The reason why Radio Amateurs needed to be proficient in Morse Code until several years ago is that some bands were shared with ships' marine radios. Ships tended to use voice transmissions when close to shore and then had to use Morse Code to get a good distance.
Marine radio traffic always had priority over Amateur Radio transmissions on shared bands. The argument was that if a ship's wireless operator needed to tell a Radio Amateur to change to another channel, he would do so in Morse Code. If the Radio Amateur couldn't read Morse Code, he wouldn't know he was being instructed to move frequency. The Morse test was not just a UK idea. It was an international requirement.
It has been a number of years since international maritime laws removed the need for qualified wireless operators on all large vessels. Nowadays, ships can use satellite radio links to get long distances without the need for people with specialist technical knowledge and the ability to use Morse Code. International agreements stated that each country could drop the requirement for a Morse test if they wished.
Some Radio Amateurs hated Morse and the requirement to pass such an exam. Others love Morse and still use it every day.
In 2005 and 2006, Ofcom considered various methods of collecting revenue from holders of an Amateur Radio licence. At that time, licences were £15 per year.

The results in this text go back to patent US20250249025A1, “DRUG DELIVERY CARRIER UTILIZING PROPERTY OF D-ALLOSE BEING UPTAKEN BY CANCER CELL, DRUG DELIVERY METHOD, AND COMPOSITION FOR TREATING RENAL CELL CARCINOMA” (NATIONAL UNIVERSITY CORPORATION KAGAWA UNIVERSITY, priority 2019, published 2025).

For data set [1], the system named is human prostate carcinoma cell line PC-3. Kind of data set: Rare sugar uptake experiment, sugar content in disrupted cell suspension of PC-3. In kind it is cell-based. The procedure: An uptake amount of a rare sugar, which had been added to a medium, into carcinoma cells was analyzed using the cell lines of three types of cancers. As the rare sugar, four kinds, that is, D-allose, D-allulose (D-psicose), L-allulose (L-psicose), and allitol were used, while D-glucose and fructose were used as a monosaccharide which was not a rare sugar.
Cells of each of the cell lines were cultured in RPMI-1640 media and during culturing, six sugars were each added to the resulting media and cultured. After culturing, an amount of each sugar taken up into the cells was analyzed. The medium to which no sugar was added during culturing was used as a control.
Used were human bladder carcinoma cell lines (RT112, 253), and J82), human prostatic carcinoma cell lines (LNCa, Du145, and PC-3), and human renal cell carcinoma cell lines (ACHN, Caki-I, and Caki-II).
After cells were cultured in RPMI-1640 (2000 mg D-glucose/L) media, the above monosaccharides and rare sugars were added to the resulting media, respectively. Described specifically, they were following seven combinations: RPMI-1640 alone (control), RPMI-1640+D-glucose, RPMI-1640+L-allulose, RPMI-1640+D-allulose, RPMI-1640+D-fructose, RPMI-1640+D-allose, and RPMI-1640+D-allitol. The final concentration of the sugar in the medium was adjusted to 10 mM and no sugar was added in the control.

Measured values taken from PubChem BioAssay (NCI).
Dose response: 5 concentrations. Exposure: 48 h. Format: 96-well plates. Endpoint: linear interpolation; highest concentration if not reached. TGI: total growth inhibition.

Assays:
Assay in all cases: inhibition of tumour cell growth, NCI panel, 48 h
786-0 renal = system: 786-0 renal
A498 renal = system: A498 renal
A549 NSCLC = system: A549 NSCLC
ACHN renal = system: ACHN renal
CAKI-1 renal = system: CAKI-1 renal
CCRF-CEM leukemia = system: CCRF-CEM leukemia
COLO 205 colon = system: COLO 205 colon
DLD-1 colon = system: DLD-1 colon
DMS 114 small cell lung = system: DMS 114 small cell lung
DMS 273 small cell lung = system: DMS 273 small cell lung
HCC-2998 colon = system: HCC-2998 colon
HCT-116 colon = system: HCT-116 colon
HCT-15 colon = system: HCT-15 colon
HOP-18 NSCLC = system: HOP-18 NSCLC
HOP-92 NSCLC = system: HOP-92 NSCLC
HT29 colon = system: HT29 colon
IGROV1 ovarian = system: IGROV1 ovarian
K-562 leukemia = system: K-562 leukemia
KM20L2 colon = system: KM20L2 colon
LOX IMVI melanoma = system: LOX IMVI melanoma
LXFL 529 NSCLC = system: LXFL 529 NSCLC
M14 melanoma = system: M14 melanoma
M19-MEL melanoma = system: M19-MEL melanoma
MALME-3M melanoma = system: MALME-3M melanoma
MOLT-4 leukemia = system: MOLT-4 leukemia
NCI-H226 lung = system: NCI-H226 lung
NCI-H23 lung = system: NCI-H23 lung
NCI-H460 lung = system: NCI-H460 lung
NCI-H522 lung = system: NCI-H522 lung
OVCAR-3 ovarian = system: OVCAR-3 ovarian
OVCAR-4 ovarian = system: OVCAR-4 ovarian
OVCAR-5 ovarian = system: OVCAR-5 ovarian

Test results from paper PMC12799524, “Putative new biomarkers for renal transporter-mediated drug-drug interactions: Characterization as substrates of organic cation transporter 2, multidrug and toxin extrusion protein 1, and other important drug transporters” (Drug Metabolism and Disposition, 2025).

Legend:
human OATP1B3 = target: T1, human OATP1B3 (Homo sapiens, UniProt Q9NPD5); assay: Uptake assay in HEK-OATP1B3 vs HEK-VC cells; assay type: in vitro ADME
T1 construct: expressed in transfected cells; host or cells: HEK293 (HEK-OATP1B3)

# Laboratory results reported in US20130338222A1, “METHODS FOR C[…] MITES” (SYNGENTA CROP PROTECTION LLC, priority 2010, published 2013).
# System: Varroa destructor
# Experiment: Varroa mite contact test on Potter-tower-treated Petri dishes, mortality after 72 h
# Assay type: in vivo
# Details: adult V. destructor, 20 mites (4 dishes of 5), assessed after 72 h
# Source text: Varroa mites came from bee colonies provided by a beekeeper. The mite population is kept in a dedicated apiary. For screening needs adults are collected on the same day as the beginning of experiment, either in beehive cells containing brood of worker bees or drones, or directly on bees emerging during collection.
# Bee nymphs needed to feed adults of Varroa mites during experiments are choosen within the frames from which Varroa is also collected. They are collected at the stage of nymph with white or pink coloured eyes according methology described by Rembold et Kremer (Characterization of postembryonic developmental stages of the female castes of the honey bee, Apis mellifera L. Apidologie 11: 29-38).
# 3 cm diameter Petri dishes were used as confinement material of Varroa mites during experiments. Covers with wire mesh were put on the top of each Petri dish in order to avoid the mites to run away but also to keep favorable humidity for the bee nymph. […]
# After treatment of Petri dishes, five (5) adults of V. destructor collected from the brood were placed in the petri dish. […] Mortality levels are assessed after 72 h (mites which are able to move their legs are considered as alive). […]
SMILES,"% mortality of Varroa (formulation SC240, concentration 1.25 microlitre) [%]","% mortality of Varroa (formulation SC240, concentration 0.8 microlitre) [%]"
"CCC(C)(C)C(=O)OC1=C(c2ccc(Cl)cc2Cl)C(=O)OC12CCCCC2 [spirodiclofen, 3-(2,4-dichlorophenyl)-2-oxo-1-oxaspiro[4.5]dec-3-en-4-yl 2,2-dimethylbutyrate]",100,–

On 4 Jul 2006, Ofcom published a draft version of the lifetime amateur radio licence. The target date for the new licence was 1 Oct 2006 and the licence regulations have now been changed to allow a free lifetime licence. The licence is issued electronically via the internet, with the option of it being sent via the post. Amateur licence holders will have to confirm with Ofcom that they wish to continue holding an amateur licence at intervals of not more than five years. This seems to be a method of confirming home addresses and that the person is still alive.
Although the lifetime licence is free of charge, there is no change to the requirement to pass training courses and examinations.
Some amateur radio clubs are registered to teach the amateur radio syllabus and examination courses. Two such clubs in the Teesside area are:-
East Cleveland Amateur Radio Club
Meets every Friday, September to May, from 7 pm to 9 pm in the Committee Room of The New Marske Institute Club, Gurney Street, New Marske, Redcar. TS11 8EG.
If you use an e-mail application similar to MS Outlook, you can send an e-mail message to the club contact person by clicking here. If you use web-based e-mail, hover your mouse over the underlined word and you will be able to see the e-mail address in your web browser's status bar.
Stockton and District Amateur Radio Group
Meets every Wednesday, except the summer school holidays.
You can send an e-mail message to
the club contact person by clicking here.
Note that the following hyperlink, to the rules about the Full Amateur Radio licence, shows a document which is several years out of date. It doesn't indicate that a Morse Code test is no longer necessary. It seems to be the most recent version available from Ofcom. There haven't been such things as a Class A and Class B licence for years. They are both now called a Full Licence.
You can send an e-mail message to Cleveland RAYNET Group by clicking here. This will fail if you use web-based e-mail.
Page updated on 09 January 2017